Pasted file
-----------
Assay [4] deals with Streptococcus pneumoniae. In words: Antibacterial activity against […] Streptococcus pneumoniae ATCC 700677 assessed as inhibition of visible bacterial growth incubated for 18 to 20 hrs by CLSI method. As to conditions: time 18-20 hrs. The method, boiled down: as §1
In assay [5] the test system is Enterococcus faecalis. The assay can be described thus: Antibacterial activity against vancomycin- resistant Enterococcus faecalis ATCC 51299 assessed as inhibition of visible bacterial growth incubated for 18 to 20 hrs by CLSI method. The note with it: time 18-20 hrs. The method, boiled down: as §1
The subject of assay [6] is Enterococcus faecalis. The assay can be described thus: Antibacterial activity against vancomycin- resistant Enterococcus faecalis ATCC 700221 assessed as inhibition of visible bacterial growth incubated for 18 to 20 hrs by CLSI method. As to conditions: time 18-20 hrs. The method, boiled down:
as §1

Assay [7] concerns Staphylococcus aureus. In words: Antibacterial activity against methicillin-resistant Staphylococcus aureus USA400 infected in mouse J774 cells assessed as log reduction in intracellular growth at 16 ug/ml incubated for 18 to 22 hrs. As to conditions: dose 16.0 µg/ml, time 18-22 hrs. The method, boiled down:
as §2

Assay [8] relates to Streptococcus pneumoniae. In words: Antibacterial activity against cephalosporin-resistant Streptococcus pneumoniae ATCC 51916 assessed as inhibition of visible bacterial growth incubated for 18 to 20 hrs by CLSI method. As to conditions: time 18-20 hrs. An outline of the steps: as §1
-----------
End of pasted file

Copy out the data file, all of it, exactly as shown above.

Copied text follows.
Assay [4] deals with Streptococcus pneumoniae. In words: Antibacterial activity against […] Streptococcus pneumoniae ATCC 700677 assessed as inhibition of visible bacterial growth incubated for 18 to 20 hrs by CLSI method. As to conditions: time 18-20 hrs. The method, boiled down: as §1
In assay [5] the test system is Enterococcus faecalis. The assay can be described thus: Antibacterial activity against vancomycin- resistant Enterococcus faecalis ATCC 51299 assessed as inhibition of visible bacterial growth incubated for 18 to 20 hrs by CLSI method. The note with it: time 18-20 hrs. The method, boiled down: as §1
The subject of assay [6] is Enterococcus faecalis. The assay can be described thus: Antibacterial activity against vancomycin- resistant Enterococcus faecalis ATCC 700221 assessed as inhibition of visible bacterial growth incubated for 18 to 20 hrs by CLSI method. As to conditions: time 18-20 hrs. The method, boiled down:
as §1

Assay [7] concerns Staphylococcus aureus. In words: Antibacterial activity against methicillin-resistant Staphylococcus aureus USA400 infected in mouse J774 cells assessed as log reduction in intracellular growth at 16 ug/ml incubated for 18 to 22 hrs. As to conditions: dose 16.0 µg/ml, time 18-22 hrs. The method, boiled down:
as §2

Assay [8] relates to Streptococcus pneumoniae. In words: Antibacterial activity against cephalosporin-resistant Streptococcus pneumoniae ATCC 51916 assessed as inhibition of visible bacterial growth incubated for 18 to 20 hrs by CLSI method. As to conditions: time 18-20 hrs. An outline of the steps: as §1